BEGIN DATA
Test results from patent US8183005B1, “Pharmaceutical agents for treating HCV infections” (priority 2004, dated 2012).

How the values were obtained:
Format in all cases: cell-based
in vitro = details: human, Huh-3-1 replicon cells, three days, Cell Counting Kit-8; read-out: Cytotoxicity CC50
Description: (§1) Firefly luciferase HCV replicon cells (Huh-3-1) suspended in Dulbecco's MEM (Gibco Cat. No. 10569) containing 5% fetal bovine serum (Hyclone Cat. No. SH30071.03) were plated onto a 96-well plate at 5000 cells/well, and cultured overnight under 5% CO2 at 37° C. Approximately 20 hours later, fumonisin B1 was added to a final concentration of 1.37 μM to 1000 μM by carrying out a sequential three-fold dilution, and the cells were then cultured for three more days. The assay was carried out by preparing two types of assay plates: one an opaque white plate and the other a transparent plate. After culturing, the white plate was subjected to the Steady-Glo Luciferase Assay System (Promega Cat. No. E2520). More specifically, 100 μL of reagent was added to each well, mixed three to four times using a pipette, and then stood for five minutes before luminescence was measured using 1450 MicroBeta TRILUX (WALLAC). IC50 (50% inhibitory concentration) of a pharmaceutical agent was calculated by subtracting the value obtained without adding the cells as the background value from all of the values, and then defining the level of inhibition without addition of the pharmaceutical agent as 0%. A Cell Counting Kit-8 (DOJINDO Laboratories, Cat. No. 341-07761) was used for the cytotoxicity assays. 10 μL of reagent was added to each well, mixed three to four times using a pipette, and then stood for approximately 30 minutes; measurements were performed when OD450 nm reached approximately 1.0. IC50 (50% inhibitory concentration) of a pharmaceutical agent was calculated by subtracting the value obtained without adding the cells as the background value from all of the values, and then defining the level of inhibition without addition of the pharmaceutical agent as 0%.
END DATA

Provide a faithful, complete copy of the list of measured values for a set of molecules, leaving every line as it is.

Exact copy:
Test results from patent US8183005B1, “Pharmaceutical agents for treating HCV infections” (priority 2004, dated 2012).

How the values were obtained:
Format in all cases: cell-based
in vitro = details: human, Huh-3-1 replicon cells, three days, Cell Counting Kit-8; read-out: Cytotoxicity CC50
Description: (§1) Firefly luciferase HCV replicon cells (Huh-3-1) suspended in Dulbecco's MEM (Gibco Cat. No. 10569) containing 5% fetal bovine serum (Hyclone Cat. No. SH30071.03) were plated onto a 96-well plate at 5000 cells/well, and cultured overnight under 5% CO2 at 37° C. Approximately 20 hours later, fumonisin B1 was added to a final concentration of 1.37 μM to 1000 μM by carrying out a sequential three-fold dilution, and the cells were then cultured for three more days. The assay was carried out by preparing two types of assay plates: one an opaque white plate and the other a transparent plate. After culturing, the white plate was subjected to the Steady-Glo Luciferase Assay System (Promega Cat. No. E2520). More specifically, 100 μL of reagent was added to each well, mixed three to four times using a pipette, and then stood for five minutes before luminescence was measured using 1450 MicroBeta TRILUX (WALLAC). IC50 (50% inhibitory concentration) of a pharmaceutical agent was calculated by subtracting the value obtained without adding the cells as the background value from all of the values, and then defining the level of inhibition without addition of the pharmaceutical agent as 0%. A Cell Counting Kit-8 (DOJINDO Laboratories, Cat. No. 341-07761) was used for the cytotoxicity assays. 10 μL of reagent was added to each well, mixed three to four times using a pipette, and then stood for approximately 30 minutes; measurements were performed when OD450 nm reached approximately 1.0. IC50 (50% inhibitory concentration) of a pharmaceutical agent was calculated by subtracting the value obtained without adding the cells as the background value from all of the values, and then defining the level of inhibition without addition of the pharmaceutical agent as 0%.